Walking through the door once I got home I was not greeted by Larry, who worked from home and would usually be in the kitchen getting a cup of coffee. I did not see the smile on his face as I used to when he would turn and ask me, “Everyone get off ok?” Instead I was greeted by pain, fear and a deafening silence. Eleven days had passed since Larry died. Eleven days of being in the company of others, eleven days of keeping my mind busy with tasks, eleven days I was able to keep reality at bay. But no longer, today was the moment it hit me- Yes, it happened, Yes, Larry is gone. I am alone, completely and utterly all alone. God help me.

This new reality hit me like a tidal wave causing my knees to buckle and my body to crumble to the floor. It felt as though someone had kicked me in the stomach and I couldn’t catch my breath. Every facet of my existence was in pain. Physically my whole body ached, emotionally I felt confused and abandoned, and spiritually I felt as though I was surrounded by darkness. For a brief moment I honestly didn’t care if I lived or died, I wanted this unbearable pain to go away.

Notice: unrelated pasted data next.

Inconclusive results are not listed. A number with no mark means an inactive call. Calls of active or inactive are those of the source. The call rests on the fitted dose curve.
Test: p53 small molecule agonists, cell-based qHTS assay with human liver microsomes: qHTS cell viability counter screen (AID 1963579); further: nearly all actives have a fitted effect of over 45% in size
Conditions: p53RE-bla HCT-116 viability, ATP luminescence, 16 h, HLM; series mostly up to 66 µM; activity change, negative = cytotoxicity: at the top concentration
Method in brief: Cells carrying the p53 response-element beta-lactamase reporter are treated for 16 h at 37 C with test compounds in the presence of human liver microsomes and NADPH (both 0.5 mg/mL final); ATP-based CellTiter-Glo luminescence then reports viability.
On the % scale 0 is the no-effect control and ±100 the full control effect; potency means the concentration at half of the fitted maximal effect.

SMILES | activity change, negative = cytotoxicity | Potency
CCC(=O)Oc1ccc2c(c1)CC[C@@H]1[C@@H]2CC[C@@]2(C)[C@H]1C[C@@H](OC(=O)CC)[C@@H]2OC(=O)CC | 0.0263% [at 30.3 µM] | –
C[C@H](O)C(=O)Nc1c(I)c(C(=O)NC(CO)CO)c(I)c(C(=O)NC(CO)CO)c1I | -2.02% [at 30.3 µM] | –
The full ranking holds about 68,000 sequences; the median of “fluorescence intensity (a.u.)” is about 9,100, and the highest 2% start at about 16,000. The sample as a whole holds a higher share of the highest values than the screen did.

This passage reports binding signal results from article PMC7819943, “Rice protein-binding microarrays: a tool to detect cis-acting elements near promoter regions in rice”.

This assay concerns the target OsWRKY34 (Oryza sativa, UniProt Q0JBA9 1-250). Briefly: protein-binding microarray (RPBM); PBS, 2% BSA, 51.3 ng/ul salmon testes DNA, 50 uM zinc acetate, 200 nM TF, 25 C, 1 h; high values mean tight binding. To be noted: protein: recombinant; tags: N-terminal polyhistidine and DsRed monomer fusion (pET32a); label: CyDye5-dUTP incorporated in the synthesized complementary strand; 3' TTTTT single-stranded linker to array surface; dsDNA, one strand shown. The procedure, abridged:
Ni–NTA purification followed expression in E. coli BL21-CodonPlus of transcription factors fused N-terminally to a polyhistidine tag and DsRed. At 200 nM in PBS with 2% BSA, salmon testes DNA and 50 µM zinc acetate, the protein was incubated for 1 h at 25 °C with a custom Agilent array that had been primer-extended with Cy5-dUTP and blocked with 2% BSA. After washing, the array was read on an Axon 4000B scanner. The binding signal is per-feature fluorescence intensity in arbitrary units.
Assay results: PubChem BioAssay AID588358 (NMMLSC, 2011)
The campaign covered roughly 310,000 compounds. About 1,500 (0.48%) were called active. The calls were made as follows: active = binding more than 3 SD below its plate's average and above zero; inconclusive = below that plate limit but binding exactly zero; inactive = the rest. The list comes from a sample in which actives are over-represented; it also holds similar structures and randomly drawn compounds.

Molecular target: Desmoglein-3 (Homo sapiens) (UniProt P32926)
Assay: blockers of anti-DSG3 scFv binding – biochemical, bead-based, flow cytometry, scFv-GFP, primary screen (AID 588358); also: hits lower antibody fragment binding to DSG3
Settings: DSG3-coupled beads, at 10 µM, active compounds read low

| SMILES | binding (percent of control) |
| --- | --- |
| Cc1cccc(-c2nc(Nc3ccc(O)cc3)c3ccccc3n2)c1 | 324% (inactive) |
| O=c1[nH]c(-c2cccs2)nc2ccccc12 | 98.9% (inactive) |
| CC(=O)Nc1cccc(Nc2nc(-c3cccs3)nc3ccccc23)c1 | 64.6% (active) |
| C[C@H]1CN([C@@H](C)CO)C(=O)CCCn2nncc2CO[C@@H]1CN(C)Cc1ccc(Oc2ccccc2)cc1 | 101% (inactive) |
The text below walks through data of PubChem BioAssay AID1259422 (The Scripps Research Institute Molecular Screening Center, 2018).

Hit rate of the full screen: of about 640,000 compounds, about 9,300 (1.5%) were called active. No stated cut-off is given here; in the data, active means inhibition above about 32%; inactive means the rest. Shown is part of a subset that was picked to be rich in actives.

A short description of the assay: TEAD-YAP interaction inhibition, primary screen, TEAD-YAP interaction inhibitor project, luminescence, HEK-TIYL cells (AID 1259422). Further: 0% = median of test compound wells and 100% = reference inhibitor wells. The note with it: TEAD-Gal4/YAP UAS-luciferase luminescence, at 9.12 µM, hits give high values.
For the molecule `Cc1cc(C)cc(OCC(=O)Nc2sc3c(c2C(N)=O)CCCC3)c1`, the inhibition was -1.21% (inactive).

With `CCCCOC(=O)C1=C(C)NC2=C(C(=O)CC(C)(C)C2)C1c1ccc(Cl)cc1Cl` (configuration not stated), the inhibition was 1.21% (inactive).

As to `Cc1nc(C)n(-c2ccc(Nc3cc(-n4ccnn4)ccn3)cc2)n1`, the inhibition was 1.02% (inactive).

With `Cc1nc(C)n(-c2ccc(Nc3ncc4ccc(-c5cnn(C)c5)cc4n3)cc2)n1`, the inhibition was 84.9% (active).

Shock is the body’s mechanism of coping with the unbearable. Shock from Larry’s death kept me going those first eleven days. If I had tried to absorb the pain all at once, I may never have stood up again. But there comes a moment when the shock slides away and we have to face reality. That is when grief sets in and day by day we begin to understand our lives will never be the same.